Islamabad – Travelling around the world to get familiar with the culture of different people has remained a century’s old tradition but in the heart of capital city, Baloch culture has made a journey and captured the spotlight.

“I faced indefinite problems in brining Baloch folk art around 900km away from the province but my commitment and love for the country helped me in standing against all odds,” said Akhtar Chanal.

Akhtar Chanal is a famous folk singer from Balochistan who stepped into singing in 1964 and earned half dozen awards in his career including the Pride of Performance.

“Two years back in 2014, I decided to introduce culture of my province in the federal capital and get a shop in the Lok Virsa,” he said.

Middle aged artist from Qilat informed The Nation that when he reached Lok Virsa with this idea then all shops here were deserted and very few corners were operational.

“I remained alone in the shop for days and months in the beginning with all artefacts in the shop, though it was difficult to manage my investment on all material but I remained determined not to leave the place,” said Chanal.  Chanal’s Baloch corner is filled with multiple handicrafts made in different areas of the province. These handicrafts include Baloch carpets, vests, jewellery, dresses, wall hangings, Dem Pul, Shofi, Tupper and embroidery.  But, a traditional tent called ‘Gidaan’ in local language and a statue of a camel placed in front of the shop is most striking for the visitors at Lok Virsa.

People wait for their term to get chance to enter the Gidan and have a photograph while sitting inside it. Meanwhile children love to get a ride on the sitting camel statue.

“Gidan is a strange thing for people and they don’t know about it and we inform them about the use of it back in the province where it is the part of Baloch tribal culture,” Chanal said. All the material in the shop costs more than Rs 300, 000 while around Rs 25000 were spent on preparing the Gidan. According to Akhtar, it took months to prepare all these things displayed in the shop while transporting this material from Balochistan was also not an easy task.

“All the persons involved in preparing this material in Balochistan are paid against their effort,” Akhtar said.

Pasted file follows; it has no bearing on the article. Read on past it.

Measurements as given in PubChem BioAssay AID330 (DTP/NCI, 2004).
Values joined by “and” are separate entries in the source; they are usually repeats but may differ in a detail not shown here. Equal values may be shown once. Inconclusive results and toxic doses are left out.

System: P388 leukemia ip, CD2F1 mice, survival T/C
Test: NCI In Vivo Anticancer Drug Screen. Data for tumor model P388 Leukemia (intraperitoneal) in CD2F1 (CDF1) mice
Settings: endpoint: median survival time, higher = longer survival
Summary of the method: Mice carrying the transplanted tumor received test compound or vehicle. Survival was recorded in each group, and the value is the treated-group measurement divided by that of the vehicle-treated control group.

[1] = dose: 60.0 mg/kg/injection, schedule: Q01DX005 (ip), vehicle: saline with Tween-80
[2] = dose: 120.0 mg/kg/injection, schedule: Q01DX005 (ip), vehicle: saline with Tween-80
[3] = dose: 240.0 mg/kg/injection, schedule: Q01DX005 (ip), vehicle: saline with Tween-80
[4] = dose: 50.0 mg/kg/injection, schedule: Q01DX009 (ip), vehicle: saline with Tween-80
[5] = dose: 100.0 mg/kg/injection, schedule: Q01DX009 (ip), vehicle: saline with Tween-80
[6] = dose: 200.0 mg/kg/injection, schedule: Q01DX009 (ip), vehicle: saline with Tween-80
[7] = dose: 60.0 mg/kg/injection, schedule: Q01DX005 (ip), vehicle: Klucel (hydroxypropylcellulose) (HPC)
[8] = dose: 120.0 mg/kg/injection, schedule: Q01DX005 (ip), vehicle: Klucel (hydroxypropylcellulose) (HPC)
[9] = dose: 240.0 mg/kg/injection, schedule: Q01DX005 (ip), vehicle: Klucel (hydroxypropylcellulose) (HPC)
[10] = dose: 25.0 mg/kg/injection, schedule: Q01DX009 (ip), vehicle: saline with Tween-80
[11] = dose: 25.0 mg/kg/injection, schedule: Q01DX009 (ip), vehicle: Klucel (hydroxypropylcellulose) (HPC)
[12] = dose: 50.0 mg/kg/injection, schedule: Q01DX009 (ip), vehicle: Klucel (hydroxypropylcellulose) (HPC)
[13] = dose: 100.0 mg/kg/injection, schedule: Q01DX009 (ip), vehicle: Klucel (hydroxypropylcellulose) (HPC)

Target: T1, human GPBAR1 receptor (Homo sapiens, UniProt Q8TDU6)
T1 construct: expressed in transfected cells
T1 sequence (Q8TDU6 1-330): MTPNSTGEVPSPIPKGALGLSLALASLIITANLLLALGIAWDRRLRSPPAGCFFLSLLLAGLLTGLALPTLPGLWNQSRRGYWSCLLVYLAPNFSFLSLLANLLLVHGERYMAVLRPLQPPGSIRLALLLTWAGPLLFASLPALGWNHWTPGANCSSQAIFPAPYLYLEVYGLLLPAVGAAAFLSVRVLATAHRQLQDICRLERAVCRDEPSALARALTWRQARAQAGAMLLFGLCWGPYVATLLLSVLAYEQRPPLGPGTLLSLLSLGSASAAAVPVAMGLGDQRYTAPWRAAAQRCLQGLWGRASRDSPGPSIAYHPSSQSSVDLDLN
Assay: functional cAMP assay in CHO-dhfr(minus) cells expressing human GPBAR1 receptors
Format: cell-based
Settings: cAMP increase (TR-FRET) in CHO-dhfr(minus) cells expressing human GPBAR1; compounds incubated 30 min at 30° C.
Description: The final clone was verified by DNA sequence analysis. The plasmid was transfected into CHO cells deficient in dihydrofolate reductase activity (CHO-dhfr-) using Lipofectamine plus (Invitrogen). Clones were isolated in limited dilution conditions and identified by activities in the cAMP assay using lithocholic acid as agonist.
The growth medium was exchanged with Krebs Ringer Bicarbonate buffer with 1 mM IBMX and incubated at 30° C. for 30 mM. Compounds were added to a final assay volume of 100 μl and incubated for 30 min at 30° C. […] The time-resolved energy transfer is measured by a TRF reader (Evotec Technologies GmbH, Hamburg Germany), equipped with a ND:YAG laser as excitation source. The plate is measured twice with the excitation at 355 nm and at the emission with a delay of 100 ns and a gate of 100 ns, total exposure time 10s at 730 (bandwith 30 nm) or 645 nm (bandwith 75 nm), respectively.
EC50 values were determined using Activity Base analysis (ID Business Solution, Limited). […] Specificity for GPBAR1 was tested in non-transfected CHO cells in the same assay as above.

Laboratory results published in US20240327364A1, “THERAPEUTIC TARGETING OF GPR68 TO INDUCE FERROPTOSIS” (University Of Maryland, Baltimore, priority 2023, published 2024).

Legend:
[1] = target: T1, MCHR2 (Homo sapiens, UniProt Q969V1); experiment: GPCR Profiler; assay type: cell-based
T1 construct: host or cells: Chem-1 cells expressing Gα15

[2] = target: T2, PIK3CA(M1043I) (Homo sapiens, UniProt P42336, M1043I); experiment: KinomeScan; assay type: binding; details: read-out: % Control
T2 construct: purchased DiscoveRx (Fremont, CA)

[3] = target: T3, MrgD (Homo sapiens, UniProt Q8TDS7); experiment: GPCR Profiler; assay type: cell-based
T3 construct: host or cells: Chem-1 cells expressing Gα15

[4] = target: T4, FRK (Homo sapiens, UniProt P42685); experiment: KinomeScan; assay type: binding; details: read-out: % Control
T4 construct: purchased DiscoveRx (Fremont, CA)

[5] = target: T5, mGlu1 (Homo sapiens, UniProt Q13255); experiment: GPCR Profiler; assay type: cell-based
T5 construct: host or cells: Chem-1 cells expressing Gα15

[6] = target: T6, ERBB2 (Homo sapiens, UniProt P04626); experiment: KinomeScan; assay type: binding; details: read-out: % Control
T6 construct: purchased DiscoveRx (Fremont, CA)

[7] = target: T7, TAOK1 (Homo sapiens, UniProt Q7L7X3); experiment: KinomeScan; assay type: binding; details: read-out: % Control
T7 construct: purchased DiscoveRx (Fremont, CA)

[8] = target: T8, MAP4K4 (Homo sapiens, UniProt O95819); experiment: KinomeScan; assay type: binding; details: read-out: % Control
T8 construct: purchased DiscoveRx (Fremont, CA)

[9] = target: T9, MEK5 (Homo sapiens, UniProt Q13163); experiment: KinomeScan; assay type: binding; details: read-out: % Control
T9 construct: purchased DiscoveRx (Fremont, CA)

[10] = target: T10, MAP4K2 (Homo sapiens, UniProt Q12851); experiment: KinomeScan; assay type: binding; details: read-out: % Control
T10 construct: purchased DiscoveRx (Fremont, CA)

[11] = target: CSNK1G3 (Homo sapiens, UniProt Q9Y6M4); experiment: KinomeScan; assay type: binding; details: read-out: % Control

Replying to the query he replied that sale of items cannot cover the expenses held on the corner and I am bearing mostly operating cost from my own pocket. “We belong from the edge of the country and have sacrificed for promoting this culture but never thought to windup this setup only on the basis of profit and loss,” he said.

He said due to his busy schedule the shop is run by his nephew because he has to visit different corners of the world for musical performance. Akhtar stated that biggest response of his effort in the federal capital was the love of people which they give to him and the Baloch culture.

“People here love Balochistan and want to know about life of people there and we here sit to tell him about our province and way of life of our people,” he said.

Meanwhile, an official from Lok Virsa talking to The Nation said that Akthar Chanal was allotted the shop back in 2014 and he has contributed to promote the culture of Balochistan here with dedication.

“Balochistan has a rich culture and Lok Virsa try to accommodate Baloch culture representatives as much as it can,” he said.

According to him administration of Lok Virsa also tries to relax the criteria for the neglected areas and communities while no utility charges are being taken from Chanal.

“People show their interest in getting information about the artefacts of Balochistan and the Lok Mela held last year was glittered because of performances of Baloch artists,” he said.

Meanwhile, Akthar Chanal said that he didn’t came and took this place to earn business only, as the major reason in his entire life has remained to take the culture of his province to every corner of the world.“I am happy with the love which people give me and at this is all my profit,” he said.

Source: The Nation


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